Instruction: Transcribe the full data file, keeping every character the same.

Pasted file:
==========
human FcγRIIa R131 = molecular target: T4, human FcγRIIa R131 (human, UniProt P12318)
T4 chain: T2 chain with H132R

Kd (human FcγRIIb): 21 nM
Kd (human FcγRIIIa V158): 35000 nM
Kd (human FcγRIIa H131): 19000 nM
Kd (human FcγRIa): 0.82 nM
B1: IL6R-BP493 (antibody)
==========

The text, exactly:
human FcγRIIa R131 = molecular target: T4, human FcγRIIa R131 (human, UniProt P12318)
T4 chain: T2 chain with H132R

Kd (human FcγRIIb): 21 nM
Kd (human FcγRIIIa V158): 35000 nM
Kd (human FcγRIIa H131): 19000 nM
Kd (human FcγRIa): 0.82 nM
B1: IL6R-BP493 (antibody)